Sunday, February 26, 2012

Gerundia et Supina

Here is today's distich by John Owen, with an English translation by Thomas Harvey, 8.31. This witty little poem plays with the grammatical terms gerund and supine, using them to describe the ups and downs of poor Dido's love life.

Gerundia et Supina
Di-do-dum Aeneas aberat, caruisse gerundis
Dicitur, et nullum nosse supina virum.

Di-do-dum while Aeneas was away
Did want her Gerunds, and Un-supine lay.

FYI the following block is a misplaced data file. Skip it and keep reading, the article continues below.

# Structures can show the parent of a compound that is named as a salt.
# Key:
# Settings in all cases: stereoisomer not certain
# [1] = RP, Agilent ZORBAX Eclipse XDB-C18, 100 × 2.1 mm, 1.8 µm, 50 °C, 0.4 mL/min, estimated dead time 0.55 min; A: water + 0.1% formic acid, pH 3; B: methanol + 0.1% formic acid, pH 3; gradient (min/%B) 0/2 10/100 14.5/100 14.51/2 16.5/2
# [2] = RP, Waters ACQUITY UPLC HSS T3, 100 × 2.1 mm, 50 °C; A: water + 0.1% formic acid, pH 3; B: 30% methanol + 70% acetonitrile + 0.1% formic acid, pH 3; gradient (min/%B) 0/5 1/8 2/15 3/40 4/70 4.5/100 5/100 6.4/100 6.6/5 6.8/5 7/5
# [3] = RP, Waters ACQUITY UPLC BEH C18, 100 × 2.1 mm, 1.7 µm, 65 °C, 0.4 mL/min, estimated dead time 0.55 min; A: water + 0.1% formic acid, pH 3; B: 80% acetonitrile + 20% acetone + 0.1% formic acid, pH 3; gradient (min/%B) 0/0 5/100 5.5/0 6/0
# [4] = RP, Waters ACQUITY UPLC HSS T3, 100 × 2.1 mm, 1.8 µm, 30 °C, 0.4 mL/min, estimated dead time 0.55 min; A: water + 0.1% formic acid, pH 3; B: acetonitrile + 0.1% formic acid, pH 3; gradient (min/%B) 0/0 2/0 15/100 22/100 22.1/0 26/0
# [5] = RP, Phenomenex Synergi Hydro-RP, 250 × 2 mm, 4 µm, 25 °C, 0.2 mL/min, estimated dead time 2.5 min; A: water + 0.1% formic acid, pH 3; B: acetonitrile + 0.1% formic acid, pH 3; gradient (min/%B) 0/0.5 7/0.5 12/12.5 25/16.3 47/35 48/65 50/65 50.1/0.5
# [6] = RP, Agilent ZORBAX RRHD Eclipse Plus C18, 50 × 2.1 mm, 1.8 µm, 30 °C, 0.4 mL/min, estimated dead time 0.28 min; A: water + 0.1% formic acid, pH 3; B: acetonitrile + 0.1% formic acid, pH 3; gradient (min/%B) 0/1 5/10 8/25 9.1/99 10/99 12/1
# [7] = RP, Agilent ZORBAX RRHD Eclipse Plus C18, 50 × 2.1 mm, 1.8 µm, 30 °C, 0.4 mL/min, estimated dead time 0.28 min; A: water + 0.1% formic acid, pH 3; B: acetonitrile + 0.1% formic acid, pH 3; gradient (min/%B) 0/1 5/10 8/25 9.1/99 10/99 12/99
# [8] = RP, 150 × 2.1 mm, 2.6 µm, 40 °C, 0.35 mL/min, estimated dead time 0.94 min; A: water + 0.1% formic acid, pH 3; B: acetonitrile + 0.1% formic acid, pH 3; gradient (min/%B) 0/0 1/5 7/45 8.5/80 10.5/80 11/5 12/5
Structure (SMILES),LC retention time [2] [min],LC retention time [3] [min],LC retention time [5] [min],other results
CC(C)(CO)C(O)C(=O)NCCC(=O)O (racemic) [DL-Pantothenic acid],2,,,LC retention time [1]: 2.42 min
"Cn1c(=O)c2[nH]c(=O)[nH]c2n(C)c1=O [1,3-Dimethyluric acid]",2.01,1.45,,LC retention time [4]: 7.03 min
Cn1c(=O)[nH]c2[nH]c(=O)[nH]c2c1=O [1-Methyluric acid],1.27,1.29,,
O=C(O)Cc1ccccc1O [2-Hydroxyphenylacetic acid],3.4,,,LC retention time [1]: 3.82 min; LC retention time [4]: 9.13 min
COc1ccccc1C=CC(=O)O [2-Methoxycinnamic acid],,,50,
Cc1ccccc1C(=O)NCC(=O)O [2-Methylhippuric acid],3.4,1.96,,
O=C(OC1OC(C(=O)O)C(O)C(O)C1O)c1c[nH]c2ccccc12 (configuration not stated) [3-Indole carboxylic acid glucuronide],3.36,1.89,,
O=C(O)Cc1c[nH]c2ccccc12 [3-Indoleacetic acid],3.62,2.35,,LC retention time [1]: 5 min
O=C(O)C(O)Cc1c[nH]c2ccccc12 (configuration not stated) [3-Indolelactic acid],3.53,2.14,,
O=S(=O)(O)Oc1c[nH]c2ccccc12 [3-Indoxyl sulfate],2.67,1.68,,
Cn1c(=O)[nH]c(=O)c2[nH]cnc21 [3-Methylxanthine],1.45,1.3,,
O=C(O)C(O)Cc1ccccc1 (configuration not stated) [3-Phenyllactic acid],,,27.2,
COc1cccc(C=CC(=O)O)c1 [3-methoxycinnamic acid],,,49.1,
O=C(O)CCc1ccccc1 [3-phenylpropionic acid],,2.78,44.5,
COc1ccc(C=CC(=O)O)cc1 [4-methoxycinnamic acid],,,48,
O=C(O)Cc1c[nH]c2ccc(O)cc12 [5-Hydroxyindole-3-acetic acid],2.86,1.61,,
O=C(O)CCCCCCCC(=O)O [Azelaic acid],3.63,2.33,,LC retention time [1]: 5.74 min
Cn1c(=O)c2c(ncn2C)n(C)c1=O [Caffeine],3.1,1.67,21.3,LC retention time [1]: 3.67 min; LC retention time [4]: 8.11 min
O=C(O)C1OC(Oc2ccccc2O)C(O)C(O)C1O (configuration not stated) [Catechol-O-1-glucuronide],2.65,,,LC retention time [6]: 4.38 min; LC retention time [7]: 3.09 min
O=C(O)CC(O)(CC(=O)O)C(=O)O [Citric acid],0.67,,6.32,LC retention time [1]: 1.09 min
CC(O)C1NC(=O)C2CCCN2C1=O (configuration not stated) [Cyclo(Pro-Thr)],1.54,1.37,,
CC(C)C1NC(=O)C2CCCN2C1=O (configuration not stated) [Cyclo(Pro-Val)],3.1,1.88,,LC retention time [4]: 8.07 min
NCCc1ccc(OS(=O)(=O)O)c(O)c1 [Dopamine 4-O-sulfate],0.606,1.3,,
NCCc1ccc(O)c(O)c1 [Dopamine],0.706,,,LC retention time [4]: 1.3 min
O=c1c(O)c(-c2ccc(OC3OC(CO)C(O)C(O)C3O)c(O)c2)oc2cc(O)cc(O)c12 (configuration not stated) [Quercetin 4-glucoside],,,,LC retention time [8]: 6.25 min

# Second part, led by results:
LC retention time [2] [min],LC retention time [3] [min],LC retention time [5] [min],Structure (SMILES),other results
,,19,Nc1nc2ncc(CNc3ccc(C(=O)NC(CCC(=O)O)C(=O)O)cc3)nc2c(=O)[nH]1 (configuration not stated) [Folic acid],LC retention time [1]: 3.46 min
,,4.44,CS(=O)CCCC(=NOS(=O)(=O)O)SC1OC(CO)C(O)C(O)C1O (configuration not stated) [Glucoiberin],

Here is the vocabulary:

gerundium - gerund
et - and
supinum - supine (gram.)
Dido - Dido
dum - while, when
Aeneas - Aeneas
absum - be absent, be away
careo - lack
dico - say
nullus - not any, none
nosco - know
supinus - lying on one's back, face up
vir - man